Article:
What other mediums do you work in, and how does this inform your fibre work?

Mixed media sculpture, wood and ceramics, paper have all informed my sculptural textile works. The way volume, surface treatment, textural elements are handled in these mediums influences the treatment and choices made for my textiles works. This is especially considered when you work in collaboration with other artists.


What specific historic artists have influenced your work?

William Morris, for his skill of incorporating colour, design, patterns and creating incredible compositions. The Impressionists, in particular Picasso who moves freely between painting, sculpture and ceramics and Matisse's cut paper compositions and Chagall's figurative paintings. All the renaissance painters for their composition and mastery of skill of painting. Abstract painters in general.



Rose, headdress sculpture for Dancing Sky Theatre production of The Little Prince 2010; hand dyed , hand felted wool fleece ;50 x 50 x 38 cm,  photo: June J. Jacobs



Corn flower, sculpture, 2010; hand dyed , hand felted wool  fleece, embroidery, 26 x 28 x 28 cm,  photo: June J. Jacobs



What specific contemporary artists have influenced your work?

Andy Goldsworthy and his conceptual relationship to the natural environment and his ability to see the perfect repetition in nature's designs yet achieve a sense of random placement in his own sculptures. Swiss born Dutch Sculptor, Markus Raetz' vision and skill of moving between mediums of painting, ceramics, wood and metal and the magic of his 3D tromploie wonders keeps me questioning how and what I see.


What role do you think fibre art plays in contemporary art?

If it is art, the element of fibre is inconsequential. Because there is so much art available, categorizing it as Fibre Art may help the viewer and may make it more accessible to a timid or more reticent public.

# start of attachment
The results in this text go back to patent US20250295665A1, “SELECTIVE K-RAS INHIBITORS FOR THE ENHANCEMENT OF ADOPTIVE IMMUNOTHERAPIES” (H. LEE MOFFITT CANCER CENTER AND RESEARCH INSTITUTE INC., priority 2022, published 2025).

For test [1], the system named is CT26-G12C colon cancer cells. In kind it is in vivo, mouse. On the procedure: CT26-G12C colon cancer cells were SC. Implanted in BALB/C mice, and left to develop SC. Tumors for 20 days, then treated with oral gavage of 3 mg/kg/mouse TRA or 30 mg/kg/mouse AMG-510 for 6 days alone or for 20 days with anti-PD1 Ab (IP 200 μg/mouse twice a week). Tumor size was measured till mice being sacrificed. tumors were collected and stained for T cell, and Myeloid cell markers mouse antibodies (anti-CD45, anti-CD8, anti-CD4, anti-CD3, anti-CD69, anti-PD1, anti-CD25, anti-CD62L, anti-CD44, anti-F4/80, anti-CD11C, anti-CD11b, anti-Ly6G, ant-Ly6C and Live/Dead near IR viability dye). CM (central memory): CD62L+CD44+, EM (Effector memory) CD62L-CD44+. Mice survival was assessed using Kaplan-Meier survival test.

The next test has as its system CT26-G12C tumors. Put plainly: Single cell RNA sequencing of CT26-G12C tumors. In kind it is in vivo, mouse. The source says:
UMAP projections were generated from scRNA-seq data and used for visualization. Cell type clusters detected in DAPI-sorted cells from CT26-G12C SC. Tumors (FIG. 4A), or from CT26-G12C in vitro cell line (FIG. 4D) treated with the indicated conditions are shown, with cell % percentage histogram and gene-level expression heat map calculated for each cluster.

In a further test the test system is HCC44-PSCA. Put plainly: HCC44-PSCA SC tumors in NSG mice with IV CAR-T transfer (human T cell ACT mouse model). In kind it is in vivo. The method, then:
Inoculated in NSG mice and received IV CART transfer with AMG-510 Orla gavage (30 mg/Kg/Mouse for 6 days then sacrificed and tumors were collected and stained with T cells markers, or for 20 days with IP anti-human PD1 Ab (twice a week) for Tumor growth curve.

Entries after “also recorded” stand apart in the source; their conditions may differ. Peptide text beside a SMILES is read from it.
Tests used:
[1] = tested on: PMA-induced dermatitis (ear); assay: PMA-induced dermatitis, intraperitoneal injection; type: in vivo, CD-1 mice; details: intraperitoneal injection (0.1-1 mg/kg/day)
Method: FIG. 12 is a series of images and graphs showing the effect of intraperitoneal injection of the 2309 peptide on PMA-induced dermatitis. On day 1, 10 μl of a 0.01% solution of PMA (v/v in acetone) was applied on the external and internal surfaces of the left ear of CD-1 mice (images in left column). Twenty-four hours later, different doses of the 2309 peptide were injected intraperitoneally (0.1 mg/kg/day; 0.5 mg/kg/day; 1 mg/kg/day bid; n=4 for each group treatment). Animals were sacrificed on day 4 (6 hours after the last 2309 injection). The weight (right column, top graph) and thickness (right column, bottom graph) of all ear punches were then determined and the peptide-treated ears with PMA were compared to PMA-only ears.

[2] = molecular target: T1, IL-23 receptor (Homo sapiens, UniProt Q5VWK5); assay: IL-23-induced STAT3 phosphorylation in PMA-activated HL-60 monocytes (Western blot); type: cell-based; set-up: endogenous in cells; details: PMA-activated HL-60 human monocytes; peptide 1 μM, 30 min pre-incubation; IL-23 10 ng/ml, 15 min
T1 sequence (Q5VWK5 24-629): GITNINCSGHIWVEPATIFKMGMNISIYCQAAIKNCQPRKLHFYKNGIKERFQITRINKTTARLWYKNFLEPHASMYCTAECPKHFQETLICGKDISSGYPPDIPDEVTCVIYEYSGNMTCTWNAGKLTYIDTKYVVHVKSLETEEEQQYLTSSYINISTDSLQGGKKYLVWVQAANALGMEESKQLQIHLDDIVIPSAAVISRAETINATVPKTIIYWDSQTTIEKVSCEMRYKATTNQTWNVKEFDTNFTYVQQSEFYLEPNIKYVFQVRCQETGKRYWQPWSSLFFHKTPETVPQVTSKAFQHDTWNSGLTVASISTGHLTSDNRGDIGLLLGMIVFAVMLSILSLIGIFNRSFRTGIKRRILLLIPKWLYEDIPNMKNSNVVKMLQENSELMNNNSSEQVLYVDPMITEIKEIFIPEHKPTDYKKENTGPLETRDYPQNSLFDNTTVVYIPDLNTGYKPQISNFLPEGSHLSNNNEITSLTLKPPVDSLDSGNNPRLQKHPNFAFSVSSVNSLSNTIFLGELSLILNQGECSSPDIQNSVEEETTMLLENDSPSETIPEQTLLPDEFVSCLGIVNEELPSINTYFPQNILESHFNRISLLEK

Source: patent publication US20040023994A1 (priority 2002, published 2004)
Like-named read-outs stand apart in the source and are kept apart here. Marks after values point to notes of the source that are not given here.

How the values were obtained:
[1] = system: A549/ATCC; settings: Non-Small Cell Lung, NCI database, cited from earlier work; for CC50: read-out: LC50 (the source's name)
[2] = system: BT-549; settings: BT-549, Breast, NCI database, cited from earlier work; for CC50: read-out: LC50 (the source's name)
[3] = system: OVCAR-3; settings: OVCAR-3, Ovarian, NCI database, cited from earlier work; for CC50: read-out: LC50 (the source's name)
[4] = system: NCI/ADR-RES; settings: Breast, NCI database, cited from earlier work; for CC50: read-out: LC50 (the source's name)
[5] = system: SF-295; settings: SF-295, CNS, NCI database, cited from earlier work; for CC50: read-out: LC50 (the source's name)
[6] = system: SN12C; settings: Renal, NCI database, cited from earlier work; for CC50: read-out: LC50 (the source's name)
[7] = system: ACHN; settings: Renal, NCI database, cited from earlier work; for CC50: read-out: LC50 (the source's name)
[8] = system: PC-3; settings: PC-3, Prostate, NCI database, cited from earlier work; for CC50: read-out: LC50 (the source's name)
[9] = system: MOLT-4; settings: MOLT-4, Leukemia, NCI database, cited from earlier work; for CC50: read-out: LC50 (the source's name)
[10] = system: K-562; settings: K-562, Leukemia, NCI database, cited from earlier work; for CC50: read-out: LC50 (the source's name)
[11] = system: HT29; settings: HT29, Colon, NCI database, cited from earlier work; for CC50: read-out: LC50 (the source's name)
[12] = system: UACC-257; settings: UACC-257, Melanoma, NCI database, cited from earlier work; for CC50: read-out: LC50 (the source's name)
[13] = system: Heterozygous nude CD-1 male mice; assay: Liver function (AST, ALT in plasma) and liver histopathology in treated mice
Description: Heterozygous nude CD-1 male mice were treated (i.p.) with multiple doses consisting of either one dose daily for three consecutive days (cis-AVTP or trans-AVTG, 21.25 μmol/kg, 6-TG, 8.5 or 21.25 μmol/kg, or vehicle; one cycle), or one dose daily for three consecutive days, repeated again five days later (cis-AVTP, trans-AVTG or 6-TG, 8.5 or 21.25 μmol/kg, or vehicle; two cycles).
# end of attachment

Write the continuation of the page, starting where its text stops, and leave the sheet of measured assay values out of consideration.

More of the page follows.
What other fibre artists are you interested in?

French artist, Simone Pheulpin, fibre sculptor whose detailed textile sculptures awed me by their depth and detailed yet simplistic imagery. American, Textile artist Joan Livingstone large felted industrial scale sculptures capture sensuous forms that command a space and one is compelled to seek an opportunity to touch them. Deidre Scherer's appliquéd masterpieces paint a poetic picture that begs your imagination to invent intricate stories.


Despite All Odds II, sculpture; wool fleece; hand felted; acrylic textile medium 2008, 95 x 35 x 18 cm, photo: June J. Jacobs


Tell us about your studio and how you work:

I have recently moved my studio back into my house. I have two working spaces, one for preparation and finishing and the other for the wet work. I work every day in some capacity whether it is planning and sketching and compiling ideas or whether I am in full swing on a body of work.


Which World of Threads Festival have you exhibited in?

I exhibited in the 2009 festival in the Common Threads International Juried Exhibition Part 2 at Towne Square Gallery.


White Wash, sculpture; wool fleece; hand felted; acrylic, acrylic textile medium 2008, 56 x 40 x 18 cm, photo: June Jacobs


Where do you imagine your work in 5 years? 

More developed in terms of bodies of work, focused to specific ideas that require a series of works to translate the ideas that are in my head.


Is there something else about you or your work that you would like us to know?

The acknowledgement that there is very little new in the world of art only new ways of seeing.


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Interviews published by Gareth Bate & Dawne Rudman.


Lichien exhibited at Towne Square Gallery as part of the Common Thread International Juried Exhibition Part 2 in Oakville, Ontario, Canada.